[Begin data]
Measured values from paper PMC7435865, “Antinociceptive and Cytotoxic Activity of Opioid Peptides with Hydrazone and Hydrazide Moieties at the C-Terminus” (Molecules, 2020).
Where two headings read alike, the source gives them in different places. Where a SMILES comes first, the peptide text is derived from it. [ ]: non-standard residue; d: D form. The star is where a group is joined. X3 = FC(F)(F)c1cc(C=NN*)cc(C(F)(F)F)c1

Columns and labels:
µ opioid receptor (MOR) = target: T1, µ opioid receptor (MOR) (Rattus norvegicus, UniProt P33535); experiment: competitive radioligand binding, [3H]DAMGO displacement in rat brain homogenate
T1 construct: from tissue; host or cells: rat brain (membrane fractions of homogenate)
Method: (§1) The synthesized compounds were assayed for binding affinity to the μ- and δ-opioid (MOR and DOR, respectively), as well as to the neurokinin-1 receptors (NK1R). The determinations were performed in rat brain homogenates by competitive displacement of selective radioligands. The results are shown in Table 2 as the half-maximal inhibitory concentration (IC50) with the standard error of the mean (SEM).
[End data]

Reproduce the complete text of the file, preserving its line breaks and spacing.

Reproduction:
Measured values from paper PMC7435865, “Antinociceptive and Cytotoxic Activity of Opioid Peptides with Hydrazone and Hydrazide Moieties at the C-Terminus” (Molecules, 2020).
Where two headings read alike, the source gives them in different places. Where a SMILES comes first, the peptide text is derived from it. [ ]: non-standard residue; d: D form. The star is where a group is joined. X3 = FC(F)(F)c1cc(C=NN*)cc(C(F)(F)F)c1

Columns and labels:
µ opioid receptor (MOR) = target: T1, µ opioid receptor (MOR) (Rattus norvegicus, UniProt P33535); experiment: competitive radioligand binding, [3H]DAMGO displacement in rat brain homogenate
T1 construct: from tissue; host or cells: rat brain (membrane fractions of homogenate)
Method: (§1) The synthesized compounds were assayed for binding affinity to the μ- and δ-opioid (MOR and DOR, respectively), as well as to the neurokinin-1 receptors (NK1R). The determinations were performed in rat brain homogenates by competitive displacement of selective radioligands. The results are shown in Table 2 as the half-maximal inhibitory concentration (IC50) with the standard error of the mean (SEM).